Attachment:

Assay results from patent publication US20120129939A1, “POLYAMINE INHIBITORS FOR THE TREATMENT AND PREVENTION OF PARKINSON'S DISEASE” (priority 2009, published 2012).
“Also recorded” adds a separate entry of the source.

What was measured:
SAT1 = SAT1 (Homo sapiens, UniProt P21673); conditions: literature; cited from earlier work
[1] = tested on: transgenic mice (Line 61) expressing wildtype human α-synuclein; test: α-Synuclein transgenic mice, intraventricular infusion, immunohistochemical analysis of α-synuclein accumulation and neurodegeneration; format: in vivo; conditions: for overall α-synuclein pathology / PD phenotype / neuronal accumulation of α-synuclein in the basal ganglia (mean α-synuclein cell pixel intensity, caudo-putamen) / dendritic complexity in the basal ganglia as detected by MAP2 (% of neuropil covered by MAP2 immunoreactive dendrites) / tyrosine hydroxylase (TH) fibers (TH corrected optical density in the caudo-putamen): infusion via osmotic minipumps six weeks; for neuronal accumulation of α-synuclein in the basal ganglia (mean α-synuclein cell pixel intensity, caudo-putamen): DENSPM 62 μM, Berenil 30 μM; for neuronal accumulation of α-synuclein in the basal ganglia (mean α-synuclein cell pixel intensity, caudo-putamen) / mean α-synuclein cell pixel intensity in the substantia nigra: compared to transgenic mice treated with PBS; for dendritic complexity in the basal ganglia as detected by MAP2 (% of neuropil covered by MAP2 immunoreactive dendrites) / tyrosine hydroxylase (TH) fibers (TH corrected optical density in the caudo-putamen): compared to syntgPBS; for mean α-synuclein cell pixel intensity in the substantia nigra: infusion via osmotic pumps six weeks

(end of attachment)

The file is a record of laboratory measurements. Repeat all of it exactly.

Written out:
Assay results from patent publication US20120129939A1, “POLYAMINE INHIBITORS FOR THE TREATMENT AND PREVENTION OF PARKINSON'S DISEASE” (priority 2009, published 2012).
“Also recorded” adds a separate entry of the source.

What was measured:
SAT1 = SAT1 (Homo sapiens, UniProt P21673); conditions: literature; cited from earlier work
[1] = tested on: transgenic mice (Line 61) expressing wildtype human α-synuclein; test: α-Synuclein transgenic mice, intraventricular infusion, immunohistochemical analysis of α-synuclein accumulation and neurodegeneration; format: in vivo; conditions: for overall α-synuclein pathology / PD phenotype / neuronal accumulation of α-synuclein in the basal ganglia (mean α-synuclein cell pixel intensity, caudo-putamen) / dendritic complexity in the basal ganglia as detected by MAP2 (% of neuropil covered by MAP2 immunoreactive dendrites) / tyrosine hydroxylase (TH) fibers (TH corrected optical density in the caudo-putamen): infusion via osmotic minipumps six weeks; for neuronal accumulation of α-synuclein in the basal ganglia (mean α-synuclein cell pixel intensity, caudo-putamen): DENSPM 62 μM, Berenil 30 μM; for neuronal accumulation of α-synuclein in the basal ganglia (mean α-synuclein cell pixel intensity, caudo-putamen) / mean α-synuclein cell pixel intensity in the substantia nigra: compared to transgenic mice treated with PBS; for dendritic complexity in the basal ganglia as detected by MAP2 (% of neuropil covered by MAP2 immunoreactive dendrites) / tyrosine hydroxylase (TH) fibers (TH corrected optical density in the caudo-putamen): compared to syntgPBS; for mean α-synuclein cell pixel intensity in the substantia nigra: infusion via osmotic pumps six weeks